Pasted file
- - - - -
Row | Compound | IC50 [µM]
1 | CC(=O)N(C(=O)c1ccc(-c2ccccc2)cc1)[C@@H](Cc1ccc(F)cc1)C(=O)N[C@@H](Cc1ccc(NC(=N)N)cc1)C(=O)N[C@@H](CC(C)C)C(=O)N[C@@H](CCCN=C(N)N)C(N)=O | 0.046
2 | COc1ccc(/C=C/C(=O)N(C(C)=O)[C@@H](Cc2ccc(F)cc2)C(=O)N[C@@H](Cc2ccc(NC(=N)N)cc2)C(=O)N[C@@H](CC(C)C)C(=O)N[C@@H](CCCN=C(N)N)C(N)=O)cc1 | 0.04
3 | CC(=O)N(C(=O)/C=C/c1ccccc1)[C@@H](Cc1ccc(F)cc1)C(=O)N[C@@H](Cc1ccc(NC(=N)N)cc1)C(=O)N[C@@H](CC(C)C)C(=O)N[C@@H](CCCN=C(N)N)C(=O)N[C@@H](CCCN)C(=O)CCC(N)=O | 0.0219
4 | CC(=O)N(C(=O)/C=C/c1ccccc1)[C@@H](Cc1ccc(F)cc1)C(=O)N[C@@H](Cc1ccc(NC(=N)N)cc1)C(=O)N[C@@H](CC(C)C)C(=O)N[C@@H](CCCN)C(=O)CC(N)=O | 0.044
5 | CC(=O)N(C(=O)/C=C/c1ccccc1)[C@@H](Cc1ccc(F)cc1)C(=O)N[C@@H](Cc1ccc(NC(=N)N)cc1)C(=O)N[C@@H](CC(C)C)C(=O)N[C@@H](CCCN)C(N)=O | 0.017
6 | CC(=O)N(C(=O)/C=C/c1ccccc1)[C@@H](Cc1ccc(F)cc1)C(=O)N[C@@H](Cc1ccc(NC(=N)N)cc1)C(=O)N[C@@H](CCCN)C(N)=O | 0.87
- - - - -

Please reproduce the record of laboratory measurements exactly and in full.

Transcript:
Row | Compound | IC50 [µM]
1 | CC(=O)N(C(=O)c1ccc(-c2ccccc2)cc1)[C@@H](Cc1ccc(F)cc1)C(=O)N[C@@H](Cc1ccc(NC(=N)N)cc1)C(=O)N[C@@H](CC(C)C)C(=O)N[C@@H](CCCN=C(N)N)C(N)=O | 0.046
2 | COc1ccc(/C=C/C(=O)N(C(C)=O)[C@@H](Cc2ccc(F)cc2)C(=O)N[C@@H](Cc2ccc(NC(=N)N)cc2)C(=O)N[C@@H](CC(C)C)C(=O)N[C@@H](CCCN=C(N)N)C(N)=O)cc1 | 0.04
3 | CC(=O)N(C(=O)/C=C/c1ccccc1)[C@@H](Cc1ccc(F)cc1)C(=O)N[C@@H](Cc1ccc(NC(=N)N)cc1)C(=O)N[C@@H](CC(C)C)C(=O)N[C@@H](CCCN=C(N)N)C(=O)N[C@@H](CCCN)C(=O)CCC(N)=O | 0.0219
4 | CC(=O)N(C(=O)/C=C/c1ccccc1)[C@@H](Cc1ccc(F)cc1)C(=O)N[C@@H](Cc1ccc(NC(=N)N)cc1)C(=O)N[C@@H](CC(C)C)C(=O)N[C@@H](CCCN)C(=O)CC(N)=O | 0.044
5 | CC(=O)N(C(=O)/C=C/c1ccccc1)[C@@H](Cc1ccc(F)cc1)C(=O)N[C@@H](Cc1ccc(NC(=N)N)cc1)C(=O)N[C@@H](CC(C)C)C(=O)N[C@@H](CCCN)C(N)=O | 0.017
6 | CC(=O)N(C(=O)/C=C/c1ccccc1)[C@@H](Cc1ccc(F)cc1)C(=O)N[C@@H](Cc1ccc(NC(=N)N)cc1)C(=O)N[C@@H](CCCN)C(N)=O | 0.87